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Should I keep my 2 TB Hard drive or split it (partition?)

Last response: in Storage
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November 15, 2012 5:07:19 PM

Hi Everyone!

I just bought a "Western Digital WD Black WD2002FAEX 2TB 7200 RPM 64MB Cache SATA 6.0Gb/s 3.5" Internal Hard Drive -Bare Drive." I already have my OS on my SSD (128 GB) and was wondering to maximize the performance of my second drive, should I partition or split the drive? Would it be faster and easier to manage splitting the 2 TB drive to say 2 900 GB drives instead of one?

Also, I've heard of people having some partitions that act as duplicating back ups in case anything bad happens. Could anyone give me their thoughts or opinions on this please? Thanks!

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a c 119 G Storage
November 15, 2012 6:40:46 PM

The good thing is that you can make a partition the size that you want or need. You can consider this option , make two partitions and one of them to be strickly used for Windows backup and the other for your storage and you can determine what you want to use for that backup size. Maybe 500gb and then the rest for your storage and even that can be put as two partitions and end up with three partitions. But that would be your choice and the seperate partition for backup would be a good choice and that partition would only have your backup on it so as to not interfere with any of the storage files.
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November 16, 2012 6:37:17 AM

inzone said:
The good thing is that you can make a partition the size that you want or need. You can consider this option , make two partitions and one of them to be strickly used for Windows backup and the other for your storage and you can determine what you want to use for that backup size. Maybe 500gb and then the rest for your storage and even that can be put as two partitions and end up with three partitions. But that would be your choice and the seperate partition for backup would be a good choice and that partition would only have your backup on it so as to not interfere with any of the storage files.


Thanks for the insight! Yea I think I'll partition it then. Just wondering, how does Windows backup work? Does it automatically back up selected folders or a complete copy?
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November 16, 2012 6:38:01 AM

Better split it in several partitions.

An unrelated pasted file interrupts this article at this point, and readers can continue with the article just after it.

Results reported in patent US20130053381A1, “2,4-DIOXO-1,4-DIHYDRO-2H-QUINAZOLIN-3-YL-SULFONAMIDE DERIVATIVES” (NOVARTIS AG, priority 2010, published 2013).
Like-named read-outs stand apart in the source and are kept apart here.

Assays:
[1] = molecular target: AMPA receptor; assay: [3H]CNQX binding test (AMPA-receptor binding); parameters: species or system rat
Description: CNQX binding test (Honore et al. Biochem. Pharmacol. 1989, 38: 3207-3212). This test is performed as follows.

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November 16, 2012 4:15:35 PM

Best answer selected by m00nlitblade.
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a c 119 G Storage
November 16, 2012 4:26:42 PM

Windows backup will backup your Operating System so that if something were to happen you could restore your OS to the state it was in at the time of the last backup. You can set the backup to be on any drive that you choose and when you partition a drive you give each partition a drive letter.
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November 16, 2012 5:48:39 PM

I recommend setting aside a small (~50 GB or so) partition on the new drive so that you can install a new O/S to it if you like. That way you can try out e.g. Win 8, Win Server 2012 Essentials, Linux, or whatever else you want without messing up your Windows install.

Next, you should definitely create a partition to back up your O/S, so that you don't have to go through the ugliness of reinstalling from DVD backups or from scratch if your SSD fails or gets corrupted. Be aware, though, that it if you can do so it would be better to have the backups located remotely - which means a different computer such as WHS 2011 or something else. Depends on your network topology.
Backing up a drive to itself isn't all that useful. Some HDDs fail gracefully so that you can still access some of the sectors when others go boink. But others just fail kaboom so that you can't even see the drive in BIOS or Device Manager. If you put your backup on the same device as the original and it goes boink, you didn't get any benefit from the backup. Again, remotely-stored and hosted backups are better.

If you are sharing folders with other computers, and one or more of those might use offline files w/ sync, then think about the amount of offline / cache space required. The behavior I've seen with offline folders is that they sometimes cache anything they find in that shared folder even if I don't ask them to (I'm not an expert on offline files, so you may know better). So if you share the root of a 2 TB volume, then the remote clients might end up trying to sync all 2 TB.

Finally, whether or not you can put any other partitions on a HDD used as a backup drive at all might depend on your backup software. WHS is not very friendly about allowing other things to exist on the WHS system backup drive, for example.

So:
50-75 GB secondary O/S partition
250 GB system backup partition (software permitting)
Rest is up to you.
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